As the fighting at Appomattox Station subsided, elements of the 15th New York Cavalry, under the direction of Lt. Col. Augustus Root, leapt the fence and gained the Lynchburg-Richmond Stage Road and charged into the village of Appomattox Court House, capturing wagons and teamsters along the way.[17] The New Yorkers retreated back along the stage road, gathering prisoners and shooting mules as they went, thus concluding the engagements on April 8.


The Battle of Appomattox Station continued steadily four hours[18] after it had started and lasted until dusk with varying intensity, although more fighting continued in the direction of Appomattox Court House for another five hours.[3] The success of Custer's troopers on the evening of April 8, dispersing and capturing Walker's artillery and securing the Richmond-Lynchburg Stage Road, was vital—the Federals now held the high ground west of Appomattox Court House, squarely across Lee's line of march. With Lee's line of retreat blocked, his only options on April 9, 1865, were to attack or surrender. Lee elected to attack. He held a council of war the night of April 8, and determined that an assault would be made to open the road, believing that only Federal cavalry blocked the way. However, during the night parts of three Federal Corps made a forced march and were close at hand to support the Federal cavalry in the morning.[10]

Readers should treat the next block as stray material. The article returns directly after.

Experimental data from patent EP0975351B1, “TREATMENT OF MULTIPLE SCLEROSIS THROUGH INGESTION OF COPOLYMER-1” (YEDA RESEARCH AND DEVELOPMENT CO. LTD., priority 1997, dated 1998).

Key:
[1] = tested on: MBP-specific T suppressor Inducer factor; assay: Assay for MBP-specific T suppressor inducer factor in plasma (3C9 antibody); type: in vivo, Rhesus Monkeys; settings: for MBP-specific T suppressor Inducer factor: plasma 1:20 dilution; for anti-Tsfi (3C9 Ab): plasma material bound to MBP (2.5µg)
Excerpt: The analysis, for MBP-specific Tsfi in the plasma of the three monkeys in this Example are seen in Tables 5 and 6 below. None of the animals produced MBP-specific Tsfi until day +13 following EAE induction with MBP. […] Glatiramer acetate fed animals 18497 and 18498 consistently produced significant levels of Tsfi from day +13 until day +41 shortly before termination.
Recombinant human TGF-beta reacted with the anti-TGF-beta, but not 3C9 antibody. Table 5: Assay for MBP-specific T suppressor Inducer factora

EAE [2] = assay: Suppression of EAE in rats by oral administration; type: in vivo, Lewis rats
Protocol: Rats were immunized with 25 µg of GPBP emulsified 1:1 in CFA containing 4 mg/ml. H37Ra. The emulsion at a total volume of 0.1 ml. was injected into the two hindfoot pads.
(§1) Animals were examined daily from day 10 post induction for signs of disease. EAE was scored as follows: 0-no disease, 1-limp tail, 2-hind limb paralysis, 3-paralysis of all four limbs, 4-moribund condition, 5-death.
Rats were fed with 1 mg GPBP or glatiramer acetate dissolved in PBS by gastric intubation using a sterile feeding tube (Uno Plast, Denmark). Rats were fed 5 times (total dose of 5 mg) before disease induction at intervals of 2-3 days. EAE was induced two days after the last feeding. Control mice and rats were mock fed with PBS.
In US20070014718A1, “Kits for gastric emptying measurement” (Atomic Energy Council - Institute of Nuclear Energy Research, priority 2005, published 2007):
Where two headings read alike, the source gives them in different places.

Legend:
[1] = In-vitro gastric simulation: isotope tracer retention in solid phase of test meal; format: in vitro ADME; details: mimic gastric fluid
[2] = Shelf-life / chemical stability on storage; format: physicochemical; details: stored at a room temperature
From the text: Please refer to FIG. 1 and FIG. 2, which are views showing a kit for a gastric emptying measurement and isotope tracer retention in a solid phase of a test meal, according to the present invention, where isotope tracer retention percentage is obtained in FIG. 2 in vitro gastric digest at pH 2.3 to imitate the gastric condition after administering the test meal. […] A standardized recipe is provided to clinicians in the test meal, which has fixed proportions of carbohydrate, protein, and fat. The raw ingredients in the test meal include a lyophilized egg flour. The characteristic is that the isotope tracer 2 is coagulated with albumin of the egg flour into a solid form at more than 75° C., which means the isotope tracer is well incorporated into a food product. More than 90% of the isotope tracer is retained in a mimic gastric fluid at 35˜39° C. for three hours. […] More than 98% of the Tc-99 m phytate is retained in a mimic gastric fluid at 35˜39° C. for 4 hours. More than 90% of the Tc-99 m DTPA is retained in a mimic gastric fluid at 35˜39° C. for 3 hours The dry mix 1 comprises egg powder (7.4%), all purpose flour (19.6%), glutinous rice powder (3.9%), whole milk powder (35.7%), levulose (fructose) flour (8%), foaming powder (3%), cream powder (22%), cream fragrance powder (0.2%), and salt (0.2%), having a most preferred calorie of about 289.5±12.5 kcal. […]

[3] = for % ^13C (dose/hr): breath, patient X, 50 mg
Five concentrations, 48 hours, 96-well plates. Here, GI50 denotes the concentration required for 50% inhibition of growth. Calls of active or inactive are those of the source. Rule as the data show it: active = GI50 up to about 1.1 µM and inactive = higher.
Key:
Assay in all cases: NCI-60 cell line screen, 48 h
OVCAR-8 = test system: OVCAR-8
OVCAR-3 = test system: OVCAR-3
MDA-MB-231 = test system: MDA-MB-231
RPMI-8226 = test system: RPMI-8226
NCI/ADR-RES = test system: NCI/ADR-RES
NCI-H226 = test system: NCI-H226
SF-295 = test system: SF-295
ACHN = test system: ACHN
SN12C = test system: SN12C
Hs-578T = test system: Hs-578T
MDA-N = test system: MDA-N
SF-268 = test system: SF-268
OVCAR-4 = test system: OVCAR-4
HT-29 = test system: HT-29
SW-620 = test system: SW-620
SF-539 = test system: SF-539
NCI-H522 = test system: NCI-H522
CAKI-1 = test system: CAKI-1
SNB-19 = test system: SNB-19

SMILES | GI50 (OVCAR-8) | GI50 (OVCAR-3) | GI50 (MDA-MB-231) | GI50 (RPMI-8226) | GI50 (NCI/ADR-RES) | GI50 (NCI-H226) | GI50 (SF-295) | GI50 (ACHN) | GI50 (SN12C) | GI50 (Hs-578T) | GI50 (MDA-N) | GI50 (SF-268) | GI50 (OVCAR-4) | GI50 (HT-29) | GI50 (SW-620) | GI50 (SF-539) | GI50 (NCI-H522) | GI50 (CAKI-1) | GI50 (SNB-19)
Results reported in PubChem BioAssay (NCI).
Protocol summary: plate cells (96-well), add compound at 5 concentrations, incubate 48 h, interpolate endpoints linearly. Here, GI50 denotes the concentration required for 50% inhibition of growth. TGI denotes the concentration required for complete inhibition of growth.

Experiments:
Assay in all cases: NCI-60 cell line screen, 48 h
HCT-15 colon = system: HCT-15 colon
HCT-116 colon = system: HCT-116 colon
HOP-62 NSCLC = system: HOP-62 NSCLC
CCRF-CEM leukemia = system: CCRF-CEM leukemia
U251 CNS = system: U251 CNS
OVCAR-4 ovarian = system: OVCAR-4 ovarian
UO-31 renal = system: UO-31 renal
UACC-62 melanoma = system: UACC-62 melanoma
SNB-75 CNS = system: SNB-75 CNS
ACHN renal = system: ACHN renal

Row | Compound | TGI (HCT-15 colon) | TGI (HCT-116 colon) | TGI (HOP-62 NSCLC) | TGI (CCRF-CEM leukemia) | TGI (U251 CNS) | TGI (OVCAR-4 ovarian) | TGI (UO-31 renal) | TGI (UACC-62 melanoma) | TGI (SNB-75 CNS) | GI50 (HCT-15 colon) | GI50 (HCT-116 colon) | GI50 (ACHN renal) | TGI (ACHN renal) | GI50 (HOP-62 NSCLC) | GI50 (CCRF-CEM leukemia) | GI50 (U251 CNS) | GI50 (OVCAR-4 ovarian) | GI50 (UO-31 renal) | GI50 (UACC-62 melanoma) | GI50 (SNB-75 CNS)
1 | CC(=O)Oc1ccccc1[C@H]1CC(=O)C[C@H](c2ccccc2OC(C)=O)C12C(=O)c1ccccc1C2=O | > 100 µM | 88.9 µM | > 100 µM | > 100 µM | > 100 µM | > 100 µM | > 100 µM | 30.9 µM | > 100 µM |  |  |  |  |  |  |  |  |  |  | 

1. 1.0 1.1 Battle Summary: Appomattox Station
  2. Davis (1959), pp 165-168.
  3. 3.0 3.1 3.2 3.3 Schroeder (2002).
  4. 4.0 4.1 4.2 Williams (2004).
  5. Wiley (1956), p. 54.
  6. Davis (1980), p. 115.
  7. Davis (1959), pp 89-97.
  8. 8.0 8.1 Howe (1998).
  9. Wiley (1956), p. 101.
  10. 10.0 10.1 Battle of Appomattox
  11. Davis (1959), pp. 214-217.
  12. Davis (1980), p. 78.
  13. Davis (1980), p. 152.
  14. Davis (1980), pp 143-149.
  15. Kelly (2004).
  16. Salmon, p. 489.
  17. Davis (1959), pp 173-179.
  18. Wiley (1956) p. 23)